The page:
There is a possibility that chloroquine resistance may be reversed by using calcium channel blockers, which prevent the drug from being pumped out of the cell before having any toxic effect on the parasite. If studies prove that they are effective, it will be a great breakthrough in the fight against the parasites, and chloroquine may again be used to treat malaria all over the world.
Combination chemotherapy will help a great deal in slowing down the development of resistance, and the development of new drugs will structures that are not similar to the drugs that the falciparum parasite is resistant will help prevent cross resistance.
There are drugs which may be able to reverse chloroquine resistance, to prevent the parasite from pumping the drug back out of the cell so it doesn't become concentrated in the parasites cytoplasm. These drugs are calcium channel blockers e.g. verapamil and nifedipene. If these were proved to be effective in reversing chloroquine resistance in humans it would be a very important discovery, and a very popular drug would again be able to be used effectively around the world. This would decrease the need for new antimalarial drugs to be produced, but this would not mean for research to stop. There is still a need for new effective drugs against multi-resistant falciparum parasites in case the calcium channel blockers are not as effective as hoped, or the parasite develops ways for combating their action too.
A person’s risk of becoming infected with malaria or of showing extreme symptoms of malaria can be significantly reduced for two reasons. The first is if a person has Sickle Cell Anemia, a group of inherited red blood cell disorders. A normal red blood cell has the appearance of a doughnut and it delivers oxygen to the body via small round blood tubes. Inside a normal blood cell is a substance called hemoglobin whose function is to carry oxygen inside the walls of the cell. However, one microscopic change in the hemoglobin causes it to form long “rods” inside the cell when it gives away oxygen. When these long, pointed, hard red blood cells try to pass through the narrow, round blood tubes, they clog the flow of the tube and break apart. This often causes damage, pain, and a low blood count, also known as anemia.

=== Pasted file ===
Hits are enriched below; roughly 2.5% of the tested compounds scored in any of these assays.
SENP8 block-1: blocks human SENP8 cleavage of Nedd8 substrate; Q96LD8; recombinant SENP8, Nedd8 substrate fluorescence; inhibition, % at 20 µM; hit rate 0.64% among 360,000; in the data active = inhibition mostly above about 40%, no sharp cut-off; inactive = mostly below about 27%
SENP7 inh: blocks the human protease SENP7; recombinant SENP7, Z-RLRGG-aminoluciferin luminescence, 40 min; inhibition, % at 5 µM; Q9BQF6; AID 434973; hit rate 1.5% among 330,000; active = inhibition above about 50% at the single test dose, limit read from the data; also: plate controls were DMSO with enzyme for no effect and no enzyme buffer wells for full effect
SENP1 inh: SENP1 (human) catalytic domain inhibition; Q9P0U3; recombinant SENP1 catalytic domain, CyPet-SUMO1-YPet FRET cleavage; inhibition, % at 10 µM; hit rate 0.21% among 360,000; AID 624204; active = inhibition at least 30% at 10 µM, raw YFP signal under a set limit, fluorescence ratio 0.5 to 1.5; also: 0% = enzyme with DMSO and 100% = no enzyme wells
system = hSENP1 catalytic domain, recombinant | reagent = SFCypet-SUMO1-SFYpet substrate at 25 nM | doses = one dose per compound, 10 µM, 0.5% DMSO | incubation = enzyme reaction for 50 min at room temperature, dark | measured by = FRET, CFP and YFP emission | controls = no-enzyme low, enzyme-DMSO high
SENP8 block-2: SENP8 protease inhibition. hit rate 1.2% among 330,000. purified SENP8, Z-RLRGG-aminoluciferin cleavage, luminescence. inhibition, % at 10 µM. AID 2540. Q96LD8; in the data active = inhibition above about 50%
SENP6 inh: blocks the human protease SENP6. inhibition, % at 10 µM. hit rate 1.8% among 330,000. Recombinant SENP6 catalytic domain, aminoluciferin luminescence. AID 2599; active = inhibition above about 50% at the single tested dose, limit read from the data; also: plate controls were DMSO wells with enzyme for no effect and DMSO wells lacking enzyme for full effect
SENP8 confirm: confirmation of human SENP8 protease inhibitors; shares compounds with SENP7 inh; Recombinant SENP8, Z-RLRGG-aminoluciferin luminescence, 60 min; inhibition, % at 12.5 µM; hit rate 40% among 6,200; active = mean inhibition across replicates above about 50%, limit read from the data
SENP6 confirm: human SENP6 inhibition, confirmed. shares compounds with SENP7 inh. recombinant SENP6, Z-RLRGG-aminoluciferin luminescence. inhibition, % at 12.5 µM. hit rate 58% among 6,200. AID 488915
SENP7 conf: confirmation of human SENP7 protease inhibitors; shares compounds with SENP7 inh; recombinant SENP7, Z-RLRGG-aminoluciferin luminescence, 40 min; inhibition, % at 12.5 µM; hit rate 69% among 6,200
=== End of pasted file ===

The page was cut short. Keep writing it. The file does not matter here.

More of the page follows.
anemia, like malaria, cannot be caught and is not contagious. Unlike malaria however, a person is born
with this disease because the alleles for sickle cells have been passed down
from the parents to a newborn baby. Due
to the way genetics plays out, a child will only show symptoms of sickle cell
if both parents pass on the allele
for this disease. If only one parent
passes on the allele, the child will carry the sickle cell trait (and possibly
pass the allele onto his or her offspring), but the child will not have the
symptoms of the disease.